We reject defendants' argument that resolution of plaintiff's claims will still require the court to interpret the CBA at some point because Professor Denbo can raise defenses to the defamation claim of truth, see Restatement (Second) of Torts § 581A (1977) (stating that truth is a defense to defamation), and privilege, see Erickson v. Marsh & McLennan Co., 117 N.J. 529, 563 (1990) (quoting Coleman v. Newark Morning Ledger Co., 29 N.J. 357, 375 (1959)) (defining qualified privilege defense to defamation). The United States Supreme Court has stated that a defendant cannot seek preemption of a plaintiff's state law cause of action by raising a federal question, “even a § 301 question,” in its defensive argument. Caterpillar, Inc. v. Williams, 482 U.S. 386, 398–99, 107 S.Ct. 2425, 2433, 96 L. Ed.2d 318, 331 (1987). Plaintiff's claims constitute a state law cause of action that is sufficiently independent of the CBA. Lingle, 486 U.S. at 409–10, 108 S.Ct. at 1883, 100 L. Ed.2d at 420–21. Defendants may have a substantive defense of truth or privilege at trial, but under Caterpillar, they cannot raise these issues to seek preemption.
After a thorough review of the record and consideration of the controlling legal principles, we conclude that defendants' remaining arguments are without sufficient merit to warrant discussion in a written opinion. R. 2:11–3(e)(1)(E).
FN1. Although at oral argument before the trial judge the parties and the court were unsure whether plaintiff had filed his first amended complaint, they agreed to treat defendants' Rule 4:6–2(e) motion as seeking to dismiss the first amended complaint. Because of this uncertainty, the judge allowed plaintiff to proceed as if he had moved to amend the complaint. No order was entered adjudicating that motion.. FN1. Although at oral argument before the trial judge the parties and the court were unsure whether plaintiff had filed his first amended complaint, they agreed to treat defendants' Rule 4:6–2(e) motion as seeking to dismiss the first amended complaint. Because of this uncertainty, the judge allowed plaintiff to proceed as if he had moved to amend the complaint. No order was entered adjudicating that motion.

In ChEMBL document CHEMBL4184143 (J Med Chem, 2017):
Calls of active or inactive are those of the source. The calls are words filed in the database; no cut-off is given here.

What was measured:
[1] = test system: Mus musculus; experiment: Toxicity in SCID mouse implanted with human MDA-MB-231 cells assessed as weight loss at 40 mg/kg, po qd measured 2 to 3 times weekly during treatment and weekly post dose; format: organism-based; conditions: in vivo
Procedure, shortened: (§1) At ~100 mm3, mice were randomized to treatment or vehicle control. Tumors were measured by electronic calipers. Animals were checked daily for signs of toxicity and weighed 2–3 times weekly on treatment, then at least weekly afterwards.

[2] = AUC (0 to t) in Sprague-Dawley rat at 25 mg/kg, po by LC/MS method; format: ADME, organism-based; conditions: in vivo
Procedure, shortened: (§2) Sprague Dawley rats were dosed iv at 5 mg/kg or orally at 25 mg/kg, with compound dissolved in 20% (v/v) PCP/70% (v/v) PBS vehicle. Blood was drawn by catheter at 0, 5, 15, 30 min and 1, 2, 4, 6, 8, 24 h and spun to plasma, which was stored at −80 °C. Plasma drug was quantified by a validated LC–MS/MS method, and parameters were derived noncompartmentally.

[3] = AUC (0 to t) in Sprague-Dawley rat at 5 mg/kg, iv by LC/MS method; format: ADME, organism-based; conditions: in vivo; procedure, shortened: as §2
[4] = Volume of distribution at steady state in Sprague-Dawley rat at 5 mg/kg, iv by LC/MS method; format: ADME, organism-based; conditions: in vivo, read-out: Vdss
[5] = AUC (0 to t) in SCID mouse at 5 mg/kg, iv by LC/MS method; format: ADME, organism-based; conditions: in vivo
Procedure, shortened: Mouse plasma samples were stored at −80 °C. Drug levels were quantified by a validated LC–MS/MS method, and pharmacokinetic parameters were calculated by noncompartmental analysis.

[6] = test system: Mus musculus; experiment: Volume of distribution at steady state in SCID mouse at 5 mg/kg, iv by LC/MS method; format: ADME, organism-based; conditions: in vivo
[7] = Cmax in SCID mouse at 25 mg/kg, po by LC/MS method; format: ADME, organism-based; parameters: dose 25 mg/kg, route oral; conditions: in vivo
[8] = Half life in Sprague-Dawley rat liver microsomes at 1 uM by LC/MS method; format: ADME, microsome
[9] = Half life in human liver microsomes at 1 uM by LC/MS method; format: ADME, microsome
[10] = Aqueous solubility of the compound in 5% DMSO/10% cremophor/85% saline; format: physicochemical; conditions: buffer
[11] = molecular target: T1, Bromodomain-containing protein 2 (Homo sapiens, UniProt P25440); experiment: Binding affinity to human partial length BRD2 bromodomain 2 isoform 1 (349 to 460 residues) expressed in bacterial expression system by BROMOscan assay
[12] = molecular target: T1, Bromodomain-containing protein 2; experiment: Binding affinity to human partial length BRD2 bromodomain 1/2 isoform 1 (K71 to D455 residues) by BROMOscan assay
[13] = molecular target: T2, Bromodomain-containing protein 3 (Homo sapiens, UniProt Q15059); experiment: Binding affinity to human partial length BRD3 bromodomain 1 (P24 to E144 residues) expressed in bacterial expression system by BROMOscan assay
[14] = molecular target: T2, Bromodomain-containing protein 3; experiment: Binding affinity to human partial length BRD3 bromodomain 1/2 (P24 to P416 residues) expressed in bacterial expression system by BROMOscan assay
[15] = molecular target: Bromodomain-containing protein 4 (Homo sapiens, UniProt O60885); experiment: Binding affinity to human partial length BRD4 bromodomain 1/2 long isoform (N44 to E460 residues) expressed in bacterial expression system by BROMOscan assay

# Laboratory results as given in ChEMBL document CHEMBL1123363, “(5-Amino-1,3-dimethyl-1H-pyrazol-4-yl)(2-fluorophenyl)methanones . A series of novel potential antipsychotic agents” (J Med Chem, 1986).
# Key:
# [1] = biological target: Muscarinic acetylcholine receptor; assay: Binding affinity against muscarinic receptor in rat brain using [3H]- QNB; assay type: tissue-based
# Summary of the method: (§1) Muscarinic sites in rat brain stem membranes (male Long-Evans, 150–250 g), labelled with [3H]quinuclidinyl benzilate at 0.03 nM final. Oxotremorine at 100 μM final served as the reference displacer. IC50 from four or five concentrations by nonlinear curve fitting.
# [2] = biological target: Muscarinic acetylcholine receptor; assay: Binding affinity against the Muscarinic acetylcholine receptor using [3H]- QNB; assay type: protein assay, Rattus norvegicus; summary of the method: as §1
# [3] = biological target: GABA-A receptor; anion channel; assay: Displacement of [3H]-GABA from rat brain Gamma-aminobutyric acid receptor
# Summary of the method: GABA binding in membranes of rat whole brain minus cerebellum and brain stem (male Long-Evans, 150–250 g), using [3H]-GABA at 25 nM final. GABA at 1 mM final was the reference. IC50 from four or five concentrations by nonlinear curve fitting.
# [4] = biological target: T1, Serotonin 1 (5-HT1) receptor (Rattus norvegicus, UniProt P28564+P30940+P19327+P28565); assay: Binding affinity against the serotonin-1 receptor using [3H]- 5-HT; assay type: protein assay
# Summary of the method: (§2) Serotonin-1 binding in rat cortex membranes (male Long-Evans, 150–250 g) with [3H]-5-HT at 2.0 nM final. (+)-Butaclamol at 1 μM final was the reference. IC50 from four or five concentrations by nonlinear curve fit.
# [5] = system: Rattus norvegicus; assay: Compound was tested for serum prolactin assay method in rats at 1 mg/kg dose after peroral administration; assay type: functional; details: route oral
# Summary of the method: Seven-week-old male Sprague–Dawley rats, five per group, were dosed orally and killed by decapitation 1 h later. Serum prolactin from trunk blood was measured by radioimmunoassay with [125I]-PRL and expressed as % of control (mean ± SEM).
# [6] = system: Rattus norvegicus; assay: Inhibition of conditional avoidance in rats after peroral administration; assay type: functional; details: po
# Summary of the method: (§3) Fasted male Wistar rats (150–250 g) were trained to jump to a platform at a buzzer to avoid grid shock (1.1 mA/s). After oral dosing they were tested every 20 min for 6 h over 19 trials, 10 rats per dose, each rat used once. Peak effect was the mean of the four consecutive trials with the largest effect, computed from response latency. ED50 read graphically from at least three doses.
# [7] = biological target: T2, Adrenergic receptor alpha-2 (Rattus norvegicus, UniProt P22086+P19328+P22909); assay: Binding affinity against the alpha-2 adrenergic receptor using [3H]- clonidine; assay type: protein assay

FN2. The three counts in plaintiff's first amended complaint include: libel and libel per se; and two counts of invasion of privacy. Plaintiff's arguments on appeal relate solely to his defamation claim. Therefore, he has waived any contention that the judge erred by dismissing the invasion of privacy counts in the first amended complaint. Liebling v. Garden State Indem., 337 N.J.Super. 447, 465–66 (App.Div.), certif. denied, 169 N.J. 606 (2001).. FN2. The three counts in plaintiff's first amended complaint include: libel and libel per se; and two counts of invasion of privacy. Plaintiff's arguments on appeal relate solely to his defamation claim. Therefore, he has waived any contention that the judge erred by dismissing the invasion of privacy counts in the first amended complaint. Liebling v. Garden State Indem., 337 N.J.Super. 447, 465–66 (App.Div.), certif. denied, 169 N.J. 606 (2001).
FN3. Dismissals pursuant to Rule 4:6–2(e) “should ordinarily be without prejudice and ․ plaintiffs generally should be permitted to file an amended complaint.” Nostrame v. Santiago, 213 N.J. 109, 128 (2013). Here, the judge dismissed the complaint with prejudice without giving plaintiff the opportunity to file a second amended complaint as she could have done had she determined that the pleading unnecessarily referred to the CBA.. FN3. Dismissals pursuant to Rule 4:6–2(e) “should ordinarily be without prejudice and ․ plaintiffs generally should be permitted to file an amended complaint.” Nostrame v. Santiago, 213 N.J. 109, 128 (2013). Here, the judge dismissed the complaint with prejudice without giving plaintiff the opportunity to file a second amended complaint as she could have done had she determined that the pleading unnecessarily referred to the CBA.